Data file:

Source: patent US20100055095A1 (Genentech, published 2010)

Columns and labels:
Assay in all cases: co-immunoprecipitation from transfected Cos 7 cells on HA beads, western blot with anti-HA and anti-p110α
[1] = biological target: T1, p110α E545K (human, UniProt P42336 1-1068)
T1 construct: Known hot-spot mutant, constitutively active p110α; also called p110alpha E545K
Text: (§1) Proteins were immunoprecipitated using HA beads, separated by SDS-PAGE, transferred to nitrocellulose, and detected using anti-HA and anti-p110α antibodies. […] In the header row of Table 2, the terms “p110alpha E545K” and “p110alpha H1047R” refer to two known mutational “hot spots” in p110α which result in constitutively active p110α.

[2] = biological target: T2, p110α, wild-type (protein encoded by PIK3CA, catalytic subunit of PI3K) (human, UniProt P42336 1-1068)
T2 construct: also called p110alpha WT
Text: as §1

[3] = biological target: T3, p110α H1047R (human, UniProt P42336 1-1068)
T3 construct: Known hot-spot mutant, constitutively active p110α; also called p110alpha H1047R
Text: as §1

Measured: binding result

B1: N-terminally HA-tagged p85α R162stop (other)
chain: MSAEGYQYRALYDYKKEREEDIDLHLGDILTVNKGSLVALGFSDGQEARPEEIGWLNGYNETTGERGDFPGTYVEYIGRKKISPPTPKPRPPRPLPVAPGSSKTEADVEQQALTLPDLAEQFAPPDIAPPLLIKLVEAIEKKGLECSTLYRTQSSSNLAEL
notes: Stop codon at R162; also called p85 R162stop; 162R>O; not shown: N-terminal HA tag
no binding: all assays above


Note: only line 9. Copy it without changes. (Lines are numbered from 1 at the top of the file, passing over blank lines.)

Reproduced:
Text: as §1